Created in God’s Image

May 13, 2019

Genesis 1:27 says that we are created in the image of God. What does that mean? That we look like God? That we are God? That we resemble Him?  As with many phrases in the Bible, it is open to interpretation, but I think of humans being created in the image of God in this way: that God’s very Spirit lies within us as a potential to be realized, to be brought forward in our lives. It is part of the very nature of our being that we can mirror God in our lives and work and relationships, if we turn towards Him, if we repent.

 

And how do we bring forward this potential within us, God’s image within us? We follow Jesus’ Two Great Commandments. First, we offer our lives up as a living sacrifice to God, all of who we are: heart, mind, soul and body. We offer up all that stands between us and God, all our guilt and shame, all the times we have fallen short of His will for us, all that we have done and all that was done to us. When we put all of ourselves on His altar for healing, He heals and transforms and deals with all that is so human about us:

our own ways of doing and being,

our own opinions about everything,

our own expectations and assumptions about life,

our own rebellious nature and our free will

all that we have learned from the world’s ways.

 

As these are healed one by one and layer by layer, we start the process of becoming ourselves as we were created to be. Our own true selves then rest in God and align themselves with His will for us. We live out our created purpose as it is revealed to us. Then we are in the process of bringing forward that potential in us to mirror God’s nature, His image within us, as we were created to be. It is a process that lasts a lifetime from the time we first repented.

 

Every human being, “male and female He created them”[1] in His own image, has the potential within him or her to mirror God’s very essence. No matter what anyone has done, no matter the sins they have committed, at any moment one can repent, turn back to the One who created them, bring his/her whole self to God in love, and learn all they need to know about God’s love and providence. Just by following where God leads them, they will bring forward their true potential within to be loving and forgiving and full of mercy and justice.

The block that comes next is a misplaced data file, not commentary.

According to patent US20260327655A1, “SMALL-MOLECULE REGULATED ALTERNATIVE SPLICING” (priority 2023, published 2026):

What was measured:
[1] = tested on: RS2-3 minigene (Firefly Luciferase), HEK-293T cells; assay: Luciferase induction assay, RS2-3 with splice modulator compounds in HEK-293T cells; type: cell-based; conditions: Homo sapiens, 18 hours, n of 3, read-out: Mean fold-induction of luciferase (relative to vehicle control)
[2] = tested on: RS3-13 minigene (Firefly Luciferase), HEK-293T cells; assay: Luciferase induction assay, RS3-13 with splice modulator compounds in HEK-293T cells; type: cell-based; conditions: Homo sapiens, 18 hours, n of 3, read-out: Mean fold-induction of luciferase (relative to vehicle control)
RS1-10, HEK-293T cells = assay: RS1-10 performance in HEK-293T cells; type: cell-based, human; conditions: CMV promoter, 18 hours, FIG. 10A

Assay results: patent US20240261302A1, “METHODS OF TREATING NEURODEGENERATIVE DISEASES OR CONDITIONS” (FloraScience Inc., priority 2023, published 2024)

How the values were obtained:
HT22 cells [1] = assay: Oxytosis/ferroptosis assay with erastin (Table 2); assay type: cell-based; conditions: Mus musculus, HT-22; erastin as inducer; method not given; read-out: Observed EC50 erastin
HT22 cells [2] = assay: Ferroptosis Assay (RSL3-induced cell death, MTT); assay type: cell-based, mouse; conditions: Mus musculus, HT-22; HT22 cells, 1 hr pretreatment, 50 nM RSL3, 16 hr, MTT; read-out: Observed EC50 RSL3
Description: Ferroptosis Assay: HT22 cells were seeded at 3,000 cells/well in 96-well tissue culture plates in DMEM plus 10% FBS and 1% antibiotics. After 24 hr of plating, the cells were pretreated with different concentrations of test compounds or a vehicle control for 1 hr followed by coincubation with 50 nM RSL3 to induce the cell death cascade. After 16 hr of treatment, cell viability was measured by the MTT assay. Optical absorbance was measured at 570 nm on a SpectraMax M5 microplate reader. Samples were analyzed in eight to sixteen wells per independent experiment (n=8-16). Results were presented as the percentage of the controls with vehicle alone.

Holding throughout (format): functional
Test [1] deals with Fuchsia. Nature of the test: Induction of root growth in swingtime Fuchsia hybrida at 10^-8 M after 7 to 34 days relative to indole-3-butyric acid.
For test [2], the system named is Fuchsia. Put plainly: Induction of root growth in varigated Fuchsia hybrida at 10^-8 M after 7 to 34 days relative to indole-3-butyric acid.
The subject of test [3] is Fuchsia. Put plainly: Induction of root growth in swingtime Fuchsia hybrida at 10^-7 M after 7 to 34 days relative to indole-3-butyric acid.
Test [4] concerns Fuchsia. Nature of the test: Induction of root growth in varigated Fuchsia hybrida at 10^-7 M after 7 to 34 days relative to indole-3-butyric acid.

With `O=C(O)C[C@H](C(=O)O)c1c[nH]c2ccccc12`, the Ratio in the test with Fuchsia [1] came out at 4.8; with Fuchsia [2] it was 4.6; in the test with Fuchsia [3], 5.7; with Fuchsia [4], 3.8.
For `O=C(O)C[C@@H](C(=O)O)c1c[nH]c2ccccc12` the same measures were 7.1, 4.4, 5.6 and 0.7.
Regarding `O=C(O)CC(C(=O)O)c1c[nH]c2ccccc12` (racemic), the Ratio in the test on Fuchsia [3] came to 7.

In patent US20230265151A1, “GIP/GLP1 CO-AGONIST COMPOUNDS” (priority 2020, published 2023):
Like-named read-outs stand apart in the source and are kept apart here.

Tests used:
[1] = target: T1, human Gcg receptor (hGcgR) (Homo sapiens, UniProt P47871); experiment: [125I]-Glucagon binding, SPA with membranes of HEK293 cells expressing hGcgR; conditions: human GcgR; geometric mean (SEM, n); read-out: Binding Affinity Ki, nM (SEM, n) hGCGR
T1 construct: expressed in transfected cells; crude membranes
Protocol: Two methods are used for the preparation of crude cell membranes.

This is true of each one of us: the more we allow God to heal us and to lead us, the more we will mirror His very essence in our lives. This is a gift beyond imagining for us; we can be redeemed. Realizing this potential within each of us is our birthright!  Our destiny!  If only we will repent and consent to God’s loving presence in our lives.

 

In the Old Testament the Hebrew word for repent is “sub” which means turning back, turning to, returning, restoring, bringing back and recovering, referring to something that is already there.[2] In the New Testament Greek the word for repent is “metanoia” which means a change of mind or of any or all elements composing one’s life: attitudes, thoughts and behaviors “concerning the demands of God for right living.”[3] Both the Hebrew and the Greek words have to do with restoring what has been lost and aligning our behaviors and thoughts and attitudes with God’s will for us. Repentance is about realigning our lives, about bringing forward the Indwelling Spirit of God, so that He is ruling our lives, not our own egocentric selves.

 

Just think of how the disciples were prepared for being apostles of the new religion. First, they followed Jesus for two years and learned all about Him and His ways. Certainly, they were no better than other human beings in their failings, but they were called by Jesus and answered His call. They experienced the risen Christ. And then, as He ascended into heaven they were given the gift of the Holy Spirit so that they could carry on His work in the world. This gift was given to them as Jesus had promised them: “when the Spirit of truth comes[forward in you], he will guide you into all the truth.”[4]

 

The pattern of the lives of the disciples/apostles is one that works for us, too. We believe Jesus when He calls us. We follow Him, learning His ways. And then, when we are ready, we are given the gift of the Holy Spirit alive in us, spreading the Gospel in whatever way we are called—this is the potential we have lived since our birth.

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Questions to ponder over the week: Do I believe that every person is made in God’s image? Will I treat every person, friend or unknown or enemy with love? Will I allow God to bring forward His image in me? Will I follow Him wherever He leads?

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Blessing for the week: May we be the people of God who allow God to bring forward His image within us. May we be faithful, loving, merciful and forgiving with everyone. May we be love in this world.

 

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[1] Genesis 1:27

[2] Goodrich & Kohlenberger III, Zondervan NIV Exhaustive Concordance, 2nd Edition, Zondervan Publishing HOuse, Grand Rapids, Michigan, Strong’s  #8740, p. 1497.

[3] Ibid, Strong’s #3566, p. 1570.

[4] John 16:13

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